Since New Labour's stated desire to send fifty per cent of all school leavers to university, young people like those receiving their A-Level results today have grown up thinking a degree is the only path to a successful career.
For too long, a stigma clouded apprenticeships. But now that stigma has gone.
A degree is no longer the only route that the ambitious and capable can take on their way to fulfilling their potential. Apprenticeships are a wholly viable option.
A-Level leavers must make the choice that is right for them as individuals. For many, a conventional university degree will be the right one. But university is not for all. Apprenticeships are undergoing a renaissance, proving to be a popular alternative for thousands of young people who have recognised a raft of benefits that a degree cannot give them.
Combining actual work, as opposed to work experience, with structured learning, they are a more financially attractive, and sometimes more individually appropriate alternative to the academic route.
The financial implications for those embarking on a three-year undergraduate programme are frightening, many of which will have upwards of £50,000 debt after three years of study under the new fees system.
Developing 'sector' knowledge at the same time as combining it with academic learning via undertaking an apprenticeship is a potent mix and provides a great platform for high-achievers to shine early and get those early jumps up the career ladder. As many graduates have found in the last few years, a degree without such applicable skills in a specific field can leave them floundering in the jobs market.
Apprenticeships are no longer only associated with manufacturing and engineering trades either, as would have been the case 20 years ago. It is a term that equally describes the training, education and learning that will be received by 10,000 young people in the legal, accountancy and consulting fields, as recently announced by Vince Cable when reaffirming the Government's commitment to supporting 600,000 apprenticeship places per year.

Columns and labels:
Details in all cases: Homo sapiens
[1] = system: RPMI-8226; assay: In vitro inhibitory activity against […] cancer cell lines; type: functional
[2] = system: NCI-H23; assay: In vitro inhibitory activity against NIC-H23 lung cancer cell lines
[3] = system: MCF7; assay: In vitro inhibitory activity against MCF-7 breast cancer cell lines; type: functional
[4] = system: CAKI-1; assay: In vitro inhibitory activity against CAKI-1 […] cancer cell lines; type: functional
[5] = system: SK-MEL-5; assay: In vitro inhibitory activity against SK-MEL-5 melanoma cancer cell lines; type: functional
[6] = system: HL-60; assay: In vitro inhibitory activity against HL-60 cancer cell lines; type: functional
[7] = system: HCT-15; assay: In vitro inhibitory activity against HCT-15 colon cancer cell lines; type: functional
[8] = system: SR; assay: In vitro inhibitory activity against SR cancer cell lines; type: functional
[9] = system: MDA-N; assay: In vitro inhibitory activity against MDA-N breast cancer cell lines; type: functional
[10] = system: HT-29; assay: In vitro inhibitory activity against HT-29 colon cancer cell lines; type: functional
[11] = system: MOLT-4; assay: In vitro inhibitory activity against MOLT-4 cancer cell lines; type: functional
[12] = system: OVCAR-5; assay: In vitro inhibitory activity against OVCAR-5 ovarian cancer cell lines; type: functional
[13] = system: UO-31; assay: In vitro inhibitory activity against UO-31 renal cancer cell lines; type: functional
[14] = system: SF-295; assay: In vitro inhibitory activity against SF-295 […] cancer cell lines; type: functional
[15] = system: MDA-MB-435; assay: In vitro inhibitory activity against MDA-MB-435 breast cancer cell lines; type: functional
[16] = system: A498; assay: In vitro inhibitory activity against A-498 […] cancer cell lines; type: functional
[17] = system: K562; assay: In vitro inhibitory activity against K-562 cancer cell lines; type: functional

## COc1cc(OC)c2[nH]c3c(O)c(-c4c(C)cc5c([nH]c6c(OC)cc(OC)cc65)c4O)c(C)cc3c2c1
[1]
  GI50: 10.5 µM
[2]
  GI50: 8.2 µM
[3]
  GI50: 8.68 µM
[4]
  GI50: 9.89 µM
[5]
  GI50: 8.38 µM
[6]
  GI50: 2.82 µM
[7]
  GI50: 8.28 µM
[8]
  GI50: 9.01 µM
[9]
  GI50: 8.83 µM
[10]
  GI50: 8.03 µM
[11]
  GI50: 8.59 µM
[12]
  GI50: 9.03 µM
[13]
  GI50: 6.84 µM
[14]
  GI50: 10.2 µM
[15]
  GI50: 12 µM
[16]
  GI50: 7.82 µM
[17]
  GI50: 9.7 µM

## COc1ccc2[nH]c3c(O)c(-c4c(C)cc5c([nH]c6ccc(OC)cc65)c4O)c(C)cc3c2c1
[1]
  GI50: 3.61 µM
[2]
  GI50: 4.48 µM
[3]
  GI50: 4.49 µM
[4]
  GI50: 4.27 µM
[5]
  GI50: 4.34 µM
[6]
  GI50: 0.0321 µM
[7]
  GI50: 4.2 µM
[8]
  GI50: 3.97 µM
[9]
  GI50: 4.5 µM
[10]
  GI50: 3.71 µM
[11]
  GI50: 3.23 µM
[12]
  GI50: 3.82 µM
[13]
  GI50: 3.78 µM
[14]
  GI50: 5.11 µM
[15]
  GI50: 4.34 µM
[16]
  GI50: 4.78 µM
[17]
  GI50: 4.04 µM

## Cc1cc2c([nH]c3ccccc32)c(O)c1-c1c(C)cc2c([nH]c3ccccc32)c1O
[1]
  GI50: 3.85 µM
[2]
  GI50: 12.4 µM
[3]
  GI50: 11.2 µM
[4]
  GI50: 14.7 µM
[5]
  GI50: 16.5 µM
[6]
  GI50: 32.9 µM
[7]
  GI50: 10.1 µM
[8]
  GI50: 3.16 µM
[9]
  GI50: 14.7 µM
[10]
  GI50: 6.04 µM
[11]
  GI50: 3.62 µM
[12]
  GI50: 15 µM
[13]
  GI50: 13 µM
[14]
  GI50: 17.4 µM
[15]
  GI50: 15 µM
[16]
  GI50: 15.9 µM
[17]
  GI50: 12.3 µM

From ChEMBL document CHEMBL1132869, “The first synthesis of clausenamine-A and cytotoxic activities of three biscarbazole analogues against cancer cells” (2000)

The UK is at the forefront of this movement. Progressive moves by the Coalition, which has supported 600,000 apprenticeships and growth in professions that until recently were the domain of post-graduates only, are testament to a much more inclusive and forward looking society.
"We should challenge all three major parties to pledge further investment in apprenticeships post-2015."
The government should be congratulated. But we should not sit back and rest on our laurels. We should challenge all three major parties to pledge further investment in apprenticeships post-2015.
A few years ago there were not that many alternatives to university; many of the standing social and cultural norms, the parental pressure to 'do better than we did', made the academic route the de facto path for the vast majority of young people with the required grades to get a place.
The broad range of apprenticeships on offer now provides a real alternative for young people that want to experience the working environment, build a career and earn a living at a time that they feel ready to do so.
Building on that for the long-term will go a long way to ensuring Britain succeeds in the global race by tackling long-term youth unemployment and giving school leavers like those receiving their results today the skills required when entering the work place.
Richard Grice is Chief Executive of Pera Training, one of the largest providers in the UK of government funded and commercially tailored training programmes.